Allow me to share an analogy: If you have a neighbor that is known to engage in brutal fights every few months with their spouse, to the extent that even the children participate in the violence, will it help to go over to their place and tell them “peace?” To tell them “there’s no need to fight, let’s be peaceful, etc?” Will that reduce the chances of another explosion? Hardly.

There is more that is needed than just preaching to them at an intellectual level. They KNOW that their actions are destructive, they see how it is affecting their children, they feel remorse every time the rage passes over, but yet they continue to engage in violence towards each other. Just knowing that fighting is destructive doesn’t stoop it. As a matter of fact, it leads to even more shame and self-loathing because they can’t stop what they know is killing them. This is a classic case of what Sigmund Freud called Repetition Compulsion: The tendency to repeat our traumas. If we take this example to the national level, Kenya has had electoral violence even before 2007/8, and each time it has escalated (I need to add that electoral violence is not unique to Kenya, but has happened in many other African countries as well as in South America and elsewhere).

What we need as a country is:
1) A top-down political system that is trusted because it works, historical hot-button issues such as land rights, ethic exclusion, corruption, impunity and unemployment (that has grown from 12.7% in 2006 to 40% in 2011) to be addressed, and

2) A bottom-up approach that teaches Kenyans their rights and responsibilities and educates them about emotional intelligence, about how to deal with stress and anxiety which, by the way are the biggest killers on the planet. The inability to deal with stress and anxiety leads to addictions, high blood pressure, heart disease, diabetes, homicides, suicides, and many other problems. This is an issue not just in Kenya but all around the world. In the US suicide is not the number one cause of death by injury (it used to be number 2 until just recently). In a July 2012 story on CapitalFM, Kenyatta National Hospital recorded 100 attempted suicide cases in the previous 2 months ( These symptoms of trauma that I speak about will be ignored at our peril.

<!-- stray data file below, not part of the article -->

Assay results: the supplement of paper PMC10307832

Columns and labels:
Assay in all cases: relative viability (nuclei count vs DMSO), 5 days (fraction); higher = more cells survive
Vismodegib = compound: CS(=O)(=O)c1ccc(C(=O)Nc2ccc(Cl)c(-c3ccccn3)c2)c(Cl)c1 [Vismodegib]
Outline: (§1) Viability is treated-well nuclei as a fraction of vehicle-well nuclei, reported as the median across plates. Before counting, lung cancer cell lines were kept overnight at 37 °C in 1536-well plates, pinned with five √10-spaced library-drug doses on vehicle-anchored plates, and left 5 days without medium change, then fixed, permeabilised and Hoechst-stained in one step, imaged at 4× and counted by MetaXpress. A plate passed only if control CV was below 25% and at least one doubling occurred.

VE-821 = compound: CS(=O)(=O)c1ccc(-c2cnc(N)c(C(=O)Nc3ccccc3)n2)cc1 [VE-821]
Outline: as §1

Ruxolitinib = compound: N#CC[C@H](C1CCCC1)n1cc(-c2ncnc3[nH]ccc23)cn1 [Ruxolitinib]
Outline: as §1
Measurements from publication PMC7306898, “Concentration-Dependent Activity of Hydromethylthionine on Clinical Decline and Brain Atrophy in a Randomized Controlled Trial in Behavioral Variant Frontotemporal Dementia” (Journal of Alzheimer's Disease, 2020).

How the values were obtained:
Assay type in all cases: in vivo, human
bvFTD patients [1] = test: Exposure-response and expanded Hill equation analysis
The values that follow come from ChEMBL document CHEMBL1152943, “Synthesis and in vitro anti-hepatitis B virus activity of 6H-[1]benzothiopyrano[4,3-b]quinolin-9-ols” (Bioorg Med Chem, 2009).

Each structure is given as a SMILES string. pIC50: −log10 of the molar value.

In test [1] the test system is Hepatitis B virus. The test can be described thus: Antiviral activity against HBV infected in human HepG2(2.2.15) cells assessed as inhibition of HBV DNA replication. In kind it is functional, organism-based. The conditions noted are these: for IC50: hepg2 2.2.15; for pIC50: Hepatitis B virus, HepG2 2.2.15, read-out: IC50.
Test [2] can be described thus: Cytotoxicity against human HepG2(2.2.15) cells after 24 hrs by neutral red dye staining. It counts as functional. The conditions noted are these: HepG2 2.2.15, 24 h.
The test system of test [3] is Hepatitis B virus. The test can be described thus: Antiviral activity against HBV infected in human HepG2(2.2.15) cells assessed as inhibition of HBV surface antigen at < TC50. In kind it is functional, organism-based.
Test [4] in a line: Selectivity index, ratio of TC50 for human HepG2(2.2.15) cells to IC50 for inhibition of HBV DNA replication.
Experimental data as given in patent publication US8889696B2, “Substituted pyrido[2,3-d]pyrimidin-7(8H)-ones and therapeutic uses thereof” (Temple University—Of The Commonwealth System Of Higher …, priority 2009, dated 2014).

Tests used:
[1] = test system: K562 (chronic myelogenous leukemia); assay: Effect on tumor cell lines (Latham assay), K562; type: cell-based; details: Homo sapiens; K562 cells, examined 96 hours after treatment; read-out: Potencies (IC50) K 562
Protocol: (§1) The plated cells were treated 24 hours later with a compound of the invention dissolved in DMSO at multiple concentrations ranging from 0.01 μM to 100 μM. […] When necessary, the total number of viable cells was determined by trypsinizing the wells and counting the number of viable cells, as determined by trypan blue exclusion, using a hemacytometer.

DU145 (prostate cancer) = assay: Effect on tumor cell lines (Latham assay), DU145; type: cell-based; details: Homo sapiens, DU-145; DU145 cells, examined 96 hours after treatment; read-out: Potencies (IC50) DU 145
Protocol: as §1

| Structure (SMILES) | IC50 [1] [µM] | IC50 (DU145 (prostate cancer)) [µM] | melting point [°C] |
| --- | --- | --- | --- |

In the example that I gave of the family, without addressing the foundational issue of unresolved psychological trauma, they will continue to fight because the violence is within them and has to come out. This is as applicable on the personal and family level as it is on the communal and national level.

KV: Is dialogue being encouraged in those affected communities, like Kibera?

Patrick: There are many initiatives on the ground in Kibera and many other parts of the country that are calling for peace, but in my view not many are calling for dialogue. It’s very difficult to raise the issues that have led to violence without triggering a repeat of the violence you have been trying to avoid. We need a safe environment with skilled facilitators to bring about such dialogue. It took Kofi Anan and his team to make this happen on the political level, and on the communal level it will often take an outsider who is well versed in conflict resolution to make it happen. Workshops such as Healing and Rebuilding Our Communities (HROC) hosted by the Alternatives to Violence Project ( are doing a great job of bringing people together and providing a safe place to address grievances and to grieve. There needs to be more of these gatherings, and my prayer is that the film helps to expose the important work that is being done by organizations such as these.

KV: You also had a documentary about healing from Faster EFT (Emotional Focused Transformations): Do you think that this can be a solution for a country that has a shortage of psychiatrists? And has the method been successful anywhere else?